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Interview With David Lim

Aired September 11, 2002 - 12:58   ET


AARON BROWN, CNN ANCHOR: Our next hero story, and it is -- a good one, I think about Port Authority officers, one who got out and one who did not. Partners, I think, we can fairly say we are about as close as partners could get, but there is, in fact, a punchline to the introduction.
David Lim worked with a bomb sniffing dog named Sirius. David joins us this morning -- or this afternoon, we should say from near ground zero -- David, it is good to see you, and does this year -- not only lost your partner in the dog, but Port Authority took terrible hit as well -- does the year marker mean anything in particular to you?

DAVID LIM, OFFICER, PORT AUTHORITY: Oh, I don't know, I need to say that it means a lot to me. This year has gone by so quickly. And I have said this to many of my coworkers today, it seems like it just happened yesterday. With the exception of the wind today, it was a beautiful day like today, and all we can do is just think about all of our lost comrades that day, 37 Port Authority police officers didn't come home that night, as well as my dog, and it's something we are never going to forget.

BROWN: I -- you actually have extraordinary story of survival to tell, but I don't want to get to it until we have talked about the dog for a second. As I remember your story, you heard this -- this crashing noise, and you said to Sirius, I'll be back, stay where you are. Is that about how it went?

LIM: Well at first, I thought that somebody had gotten a package upstairs. Our job is to check the trucks as they come into the World Trade Center, and I thought maybe something had slipped by. I should never have doubted my dog, of course, but basically I told him I had to go help the people, and I put him in his kennel, and I closed the door, and the last time I saw him alive.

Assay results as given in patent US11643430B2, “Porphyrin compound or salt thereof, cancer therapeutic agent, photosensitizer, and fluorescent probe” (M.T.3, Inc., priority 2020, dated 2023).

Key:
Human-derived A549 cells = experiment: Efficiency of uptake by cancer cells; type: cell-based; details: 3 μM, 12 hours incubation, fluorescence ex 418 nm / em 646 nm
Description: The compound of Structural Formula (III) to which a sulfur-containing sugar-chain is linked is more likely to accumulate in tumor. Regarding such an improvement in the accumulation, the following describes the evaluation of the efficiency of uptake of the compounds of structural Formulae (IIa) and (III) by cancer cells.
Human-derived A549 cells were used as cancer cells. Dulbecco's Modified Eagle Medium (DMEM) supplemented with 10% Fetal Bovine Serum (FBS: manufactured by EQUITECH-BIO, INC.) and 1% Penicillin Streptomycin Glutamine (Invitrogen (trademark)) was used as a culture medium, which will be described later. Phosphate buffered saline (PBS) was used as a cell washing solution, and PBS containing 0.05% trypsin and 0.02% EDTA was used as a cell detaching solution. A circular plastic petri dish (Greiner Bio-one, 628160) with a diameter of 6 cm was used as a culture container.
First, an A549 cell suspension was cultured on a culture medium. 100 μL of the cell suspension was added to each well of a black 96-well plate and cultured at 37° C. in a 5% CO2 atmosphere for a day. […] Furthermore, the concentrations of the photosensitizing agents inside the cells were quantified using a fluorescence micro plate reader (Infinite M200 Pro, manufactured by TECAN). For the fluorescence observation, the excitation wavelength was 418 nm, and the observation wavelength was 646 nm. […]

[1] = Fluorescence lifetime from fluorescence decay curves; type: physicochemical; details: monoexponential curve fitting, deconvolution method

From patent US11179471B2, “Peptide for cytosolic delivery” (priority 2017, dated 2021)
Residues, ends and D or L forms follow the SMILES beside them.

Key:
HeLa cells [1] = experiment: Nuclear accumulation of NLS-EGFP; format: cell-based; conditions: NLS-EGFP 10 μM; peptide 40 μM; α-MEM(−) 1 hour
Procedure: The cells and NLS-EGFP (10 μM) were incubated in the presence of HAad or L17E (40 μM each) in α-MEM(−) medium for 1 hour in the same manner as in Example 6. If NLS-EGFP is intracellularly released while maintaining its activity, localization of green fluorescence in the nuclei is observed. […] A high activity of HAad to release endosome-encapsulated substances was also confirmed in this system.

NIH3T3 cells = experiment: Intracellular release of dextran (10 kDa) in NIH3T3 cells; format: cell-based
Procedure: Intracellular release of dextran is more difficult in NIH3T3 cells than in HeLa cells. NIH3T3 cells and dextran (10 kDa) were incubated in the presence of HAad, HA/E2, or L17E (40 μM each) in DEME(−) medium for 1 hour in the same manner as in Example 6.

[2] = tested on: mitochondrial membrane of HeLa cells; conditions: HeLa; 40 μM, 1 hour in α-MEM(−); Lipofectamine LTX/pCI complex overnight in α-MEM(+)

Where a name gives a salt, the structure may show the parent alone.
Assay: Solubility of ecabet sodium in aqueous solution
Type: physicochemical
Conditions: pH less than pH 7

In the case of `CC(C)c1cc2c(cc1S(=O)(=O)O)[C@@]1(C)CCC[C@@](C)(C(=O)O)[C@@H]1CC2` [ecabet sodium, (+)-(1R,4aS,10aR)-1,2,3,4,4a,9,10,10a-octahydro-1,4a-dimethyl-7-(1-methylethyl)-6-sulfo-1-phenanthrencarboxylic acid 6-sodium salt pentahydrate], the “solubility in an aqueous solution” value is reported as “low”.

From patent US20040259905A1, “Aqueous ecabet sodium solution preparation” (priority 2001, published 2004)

BROWN: And you then made your way through the building, and it is fair to say, I think, that you are a very lucky man to be talking to anybody today?

LIM: Almost certainly. I'm very fortunate. I ended up surviving in the fourth floor of the B staircase in tower number one for about five hours before we got out, myself, Ladder Company 6 (ph) and Josephine Harris (ph).

BROWN: I remember somewhere reading that at some period in this it is -- it is if the whole world went silent, that there was this kind of absolute stillness around you. LIM: Yes. After the collapse was an eerie sort of silence. At first I thought that I was dead and this was what death was because there was not a sound and I couldn't see anything. And I just felt that this was the end. But then I heard a voice yell out whose here, and then I realized that I was still alive and I would still have that opportunity to see my wife and kids again who I had just thought about.

BROWN: And how long a -- how long a period is that from the time that you think this is in fact what death is to the time when you realized you were a little ahead of yourself?

LIM: That's one way of putting it. I guess it's hard to put into a timeframe. I -- you know time seems to work kind of funny when you're in a situation like that. It was probably no more than a few minutes, I guess, and that would be a guess.

BROWN: I'll bet it's a long few minutes.

You're back on the job. And I gather you're back in the same business you were in before, which is to keep what you gently referred to as packages out of the -- out of places they shouldn't be, bombs. You got a new partner?

LIM: Yes, I have a new partner now, Sprig (ph), and much sooner to the consternation of my wife, of course. Coming back after surviving and getting another bomb dog, you know, but she's a -- she's a wonderful woman, my wife, Diane (ph), my kids, Deborah (ph) and Michael (ph). They're great support, and they support anything that I -- that I do when it comes to this. I mean people ask me if I should have retired, since I have more than 20 years, but I feel that I will set my own retirement date. And when I'm ready, I'll retire on my own terms.

BROWN: David, be as honest with me as you can about this, do you feel any guilt for having survived?